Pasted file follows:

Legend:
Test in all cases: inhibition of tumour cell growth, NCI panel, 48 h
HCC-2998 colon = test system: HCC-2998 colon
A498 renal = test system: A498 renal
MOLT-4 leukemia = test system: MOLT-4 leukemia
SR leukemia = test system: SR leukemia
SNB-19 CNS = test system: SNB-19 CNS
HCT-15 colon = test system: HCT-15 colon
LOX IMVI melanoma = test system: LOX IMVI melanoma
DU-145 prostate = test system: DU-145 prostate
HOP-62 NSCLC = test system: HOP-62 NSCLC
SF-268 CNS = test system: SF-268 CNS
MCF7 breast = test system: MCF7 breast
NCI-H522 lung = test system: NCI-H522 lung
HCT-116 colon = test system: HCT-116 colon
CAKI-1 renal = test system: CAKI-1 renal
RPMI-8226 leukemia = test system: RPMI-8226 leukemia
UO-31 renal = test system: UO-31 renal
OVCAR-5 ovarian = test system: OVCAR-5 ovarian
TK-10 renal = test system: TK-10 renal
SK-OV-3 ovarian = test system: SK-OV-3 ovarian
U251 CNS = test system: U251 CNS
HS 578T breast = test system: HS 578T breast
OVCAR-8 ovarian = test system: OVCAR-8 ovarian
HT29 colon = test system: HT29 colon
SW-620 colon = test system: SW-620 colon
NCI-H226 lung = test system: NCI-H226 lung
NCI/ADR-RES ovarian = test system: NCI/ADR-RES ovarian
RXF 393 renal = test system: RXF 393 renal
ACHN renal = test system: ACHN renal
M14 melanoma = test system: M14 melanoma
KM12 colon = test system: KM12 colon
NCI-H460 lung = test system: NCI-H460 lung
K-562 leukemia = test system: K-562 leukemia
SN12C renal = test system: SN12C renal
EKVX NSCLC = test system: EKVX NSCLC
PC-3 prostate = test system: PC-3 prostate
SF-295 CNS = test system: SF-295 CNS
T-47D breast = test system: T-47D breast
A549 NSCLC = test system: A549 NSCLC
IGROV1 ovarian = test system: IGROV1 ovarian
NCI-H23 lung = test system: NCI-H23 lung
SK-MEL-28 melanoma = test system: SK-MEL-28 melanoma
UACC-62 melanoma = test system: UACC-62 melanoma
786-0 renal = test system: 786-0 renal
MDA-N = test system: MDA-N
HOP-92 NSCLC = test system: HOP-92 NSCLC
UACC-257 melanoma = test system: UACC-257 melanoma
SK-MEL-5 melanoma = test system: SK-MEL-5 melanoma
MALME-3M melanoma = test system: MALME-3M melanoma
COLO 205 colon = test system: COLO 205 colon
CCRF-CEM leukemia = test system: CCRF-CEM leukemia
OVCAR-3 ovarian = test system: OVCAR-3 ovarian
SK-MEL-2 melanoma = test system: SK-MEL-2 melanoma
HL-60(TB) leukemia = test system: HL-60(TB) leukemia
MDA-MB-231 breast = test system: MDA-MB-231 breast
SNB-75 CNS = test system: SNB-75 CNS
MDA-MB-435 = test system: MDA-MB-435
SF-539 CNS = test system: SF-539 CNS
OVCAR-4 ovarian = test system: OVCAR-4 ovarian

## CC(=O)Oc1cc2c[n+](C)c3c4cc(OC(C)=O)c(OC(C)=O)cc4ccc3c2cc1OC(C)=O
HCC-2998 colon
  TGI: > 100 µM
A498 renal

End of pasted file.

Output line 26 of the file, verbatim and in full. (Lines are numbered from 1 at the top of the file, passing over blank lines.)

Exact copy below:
SW-620 colon = test system: SW-620 colon